arrays ARE pointers to blocks of memory and that memory can contain anything

-- the second bit of code i have is the correct one, yes?
This is more of a stylistic question. If you have a lot of data in your tile class then option 2 may not be ideal. IMHO your better bet is to create a class hierarchy for your tile variations and use the pointers. With this said, in option 1, this bit of code is a bit strange:

MapTile* tiles = new MapTile[size];

for (int i = 0; i < size; i++) {
tiles = new MapTile();
}

For multidimensional dynamic arrays, you should probably use a single dimensional array as TheUnbeliever suggested. This requires less time to allocate, and will be guaranteed a single block of memory. Among other things, you are less likely to get array out of bounds errors. Iterating through your tile list is easier and it's faster because you can use pointer arithmetic to get to the data you need. Indexing in is a little foreign at first, but you will get used to it quickly, and it is not as confusing as you might initially believe.

--How do i delete an array of arrays? Is my code correct?
with the exception of the issue I pointed out above, your code looks okay. Every new should have a matching delete.

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Quote:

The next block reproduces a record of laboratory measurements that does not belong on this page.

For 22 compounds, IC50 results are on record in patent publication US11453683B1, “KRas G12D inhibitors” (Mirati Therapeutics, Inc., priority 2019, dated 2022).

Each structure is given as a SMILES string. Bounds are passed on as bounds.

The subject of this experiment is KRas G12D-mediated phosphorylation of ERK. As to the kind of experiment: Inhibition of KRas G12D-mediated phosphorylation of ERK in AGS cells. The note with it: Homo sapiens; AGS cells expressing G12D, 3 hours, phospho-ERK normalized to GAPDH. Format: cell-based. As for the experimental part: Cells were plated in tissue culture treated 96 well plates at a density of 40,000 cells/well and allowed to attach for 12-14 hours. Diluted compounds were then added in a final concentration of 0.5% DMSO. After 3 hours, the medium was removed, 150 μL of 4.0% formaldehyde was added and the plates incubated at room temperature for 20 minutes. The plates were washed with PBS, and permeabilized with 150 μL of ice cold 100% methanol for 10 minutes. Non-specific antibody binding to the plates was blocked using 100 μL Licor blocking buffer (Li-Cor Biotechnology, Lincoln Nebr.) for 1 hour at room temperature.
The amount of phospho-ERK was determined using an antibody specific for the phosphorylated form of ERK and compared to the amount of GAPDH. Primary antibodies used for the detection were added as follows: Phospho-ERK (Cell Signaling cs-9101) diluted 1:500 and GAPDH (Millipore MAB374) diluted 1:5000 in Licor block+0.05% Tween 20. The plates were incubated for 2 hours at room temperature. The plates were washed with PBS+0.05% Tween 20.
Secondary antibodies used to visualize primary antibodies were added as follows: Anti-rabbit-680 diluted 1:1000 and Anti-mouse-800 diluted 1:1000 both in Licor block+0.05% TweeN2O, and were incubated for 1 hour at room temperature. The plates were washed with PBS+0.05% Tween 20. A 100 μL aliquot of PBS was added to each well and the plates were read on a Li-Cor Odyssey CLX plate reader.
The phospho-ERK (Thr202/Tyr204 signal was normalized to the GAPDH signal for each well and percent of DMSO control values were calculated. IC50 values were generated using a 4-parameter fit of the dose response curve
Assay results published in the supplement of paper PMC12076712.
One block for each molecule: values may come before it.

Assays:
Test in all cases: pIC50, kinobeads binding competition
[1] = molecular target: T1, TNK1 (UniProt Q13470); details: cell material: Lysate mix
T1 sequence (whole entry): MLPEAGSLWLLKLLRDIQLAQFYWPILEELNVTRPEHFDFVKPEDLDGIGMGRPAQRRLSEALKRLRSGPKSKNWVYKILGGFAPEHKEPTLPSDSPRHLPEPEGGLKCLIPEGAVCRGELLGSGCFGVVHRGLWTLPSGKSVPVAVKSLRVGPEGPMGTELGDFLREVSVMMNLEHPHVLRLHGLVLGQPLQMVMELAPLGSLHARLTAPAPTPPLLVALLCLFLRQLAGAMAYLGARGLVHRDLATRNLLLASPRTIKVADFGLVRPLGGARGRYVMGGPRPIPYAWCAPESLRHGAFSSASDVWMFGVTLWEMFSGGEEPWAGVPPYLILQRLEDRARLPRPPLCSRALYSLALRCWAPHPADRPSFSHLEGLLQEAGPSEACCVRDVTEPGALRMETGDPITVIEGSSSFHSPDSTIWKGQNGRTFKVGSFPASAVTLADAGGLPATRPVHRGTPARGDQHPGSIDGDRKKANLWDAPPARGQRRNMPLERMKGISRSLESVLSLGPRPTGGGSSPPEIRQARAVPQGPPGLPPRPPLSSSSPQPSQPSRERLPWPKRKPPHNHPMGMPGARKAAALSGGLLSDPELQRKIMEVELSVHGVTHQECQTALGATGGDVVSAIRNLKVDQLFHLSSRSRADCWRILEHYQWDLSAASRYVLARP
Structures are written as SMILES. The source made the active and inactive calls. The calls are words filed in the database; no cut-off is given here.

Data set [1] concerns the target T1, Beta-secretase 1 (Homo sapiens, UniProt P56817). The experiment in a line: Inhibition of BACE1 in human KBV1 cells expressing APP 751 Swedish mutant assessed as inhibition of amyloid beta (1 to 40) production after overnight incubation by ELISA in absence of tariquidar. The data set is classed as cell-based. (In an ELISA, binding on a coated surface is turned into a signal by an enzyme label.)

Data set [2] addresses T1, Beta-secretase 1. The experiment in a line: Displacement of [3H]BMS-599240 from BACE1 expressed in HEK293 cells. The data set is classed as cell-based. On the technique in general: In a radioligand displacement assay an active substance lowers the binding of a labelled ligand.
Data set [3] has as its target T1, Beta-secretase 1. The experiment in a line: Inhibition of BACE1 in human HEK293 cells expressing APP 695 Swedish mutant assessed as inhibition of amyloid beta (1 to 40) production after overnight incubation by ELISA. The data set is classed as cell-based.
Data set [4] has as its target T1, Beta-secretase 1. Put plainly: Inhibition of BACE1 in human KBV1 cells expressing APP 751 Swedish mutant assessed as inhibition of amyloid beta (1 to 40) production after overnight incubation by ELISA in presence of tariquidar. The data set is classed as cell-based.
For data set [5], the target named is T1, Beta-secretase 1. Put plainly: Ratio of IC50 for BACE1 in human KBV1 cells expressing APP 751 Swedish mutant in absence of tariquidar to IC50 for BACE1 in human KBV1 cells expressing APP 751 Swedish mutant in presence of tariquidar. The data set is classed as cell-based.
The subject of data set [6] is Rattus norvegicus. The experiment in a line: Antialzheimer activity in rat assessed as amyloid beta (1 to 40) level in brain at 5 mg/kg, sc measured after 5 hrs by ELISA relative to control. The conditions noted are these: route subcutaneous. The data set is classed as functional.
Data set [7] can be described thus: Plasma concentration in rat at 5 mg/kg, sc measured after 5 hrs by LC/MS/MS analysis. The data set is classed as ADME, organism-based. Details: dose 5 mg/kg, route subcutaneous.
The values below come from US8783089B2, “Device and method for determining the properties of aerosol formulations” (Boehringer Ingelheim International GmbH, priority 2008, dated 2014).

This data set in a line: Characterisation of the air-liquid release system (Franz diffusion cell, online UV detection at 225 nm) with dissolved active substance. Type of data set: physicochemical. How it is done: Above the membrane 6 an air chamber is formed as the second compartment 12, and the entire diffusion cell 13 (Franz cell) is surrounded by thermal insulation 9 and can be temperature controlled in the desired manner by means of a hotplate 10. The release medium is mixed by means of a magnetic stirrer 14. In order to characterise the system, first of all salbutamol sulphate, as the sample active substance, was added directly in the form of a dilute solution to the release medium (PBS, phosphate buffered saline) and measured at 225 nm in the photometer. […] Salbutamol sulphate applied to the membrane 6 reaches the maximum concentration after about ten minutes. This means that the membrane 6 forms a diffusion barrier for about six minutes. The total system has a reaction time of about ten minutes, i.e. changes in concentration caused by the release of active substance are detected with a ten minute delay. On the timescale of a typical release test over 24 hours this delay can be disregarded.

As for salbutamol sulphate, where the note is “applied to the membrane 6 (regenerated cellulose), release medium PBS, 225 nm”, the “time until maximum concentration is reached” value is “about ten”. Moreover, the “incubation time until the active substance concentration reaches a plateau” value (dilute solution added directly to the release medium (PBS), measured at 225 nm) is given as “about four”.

Original post by luckycpparrays ARE pointers to blocks of memory and that memory can contain anything

Um, yeah. I just got confused with trying to create a new object arrays of arrays. I tried to do tiles = new MapTile(); but the compiler said "could not assign MapTile* to MapTile" or something. Then i though that since tiles was a pointer/array, then tiles accessed an object. I don't know, sometimes i just get a bit confused with the syntax.

Quote:
 Original post by luckycppFor multidimensional dynamic arrays, you should probably use a single dimensional array as TheUnbeliever suggested. This requires less time to allocate, and will be guaranteed a single block of memory. Among other things, you are less likely to get array out of bounds errors. Iterating through your tile list is easier and it's faster because you can use pointer arithmetic to get to the data you need. Indexing in is a little foreign at first, but you will get used to it quickly, and it is not as confusing as you might initially believe.

Ok, you've convinced me. If it will be faster then that's always a plus. And i don't really have a problem using pointer arithmetic, it's ok if it's more efficient.

EDIT: oh, but there's a problem. I am returning the arrays from a function, makeTiles. I never really explained the purpose of the code since it wasn't (at the time) relevant to my problem. See, i have a number of images, which is what the first array dimension is for. I call these "composite images" since they are made up of a number of tiles. These tiles are stored in the 2nd array dimension. So my makeTiles function gets an array of tiles from an image and returns the array. If i use a 1D array then i will have to pass that array to my function as well as the starting index.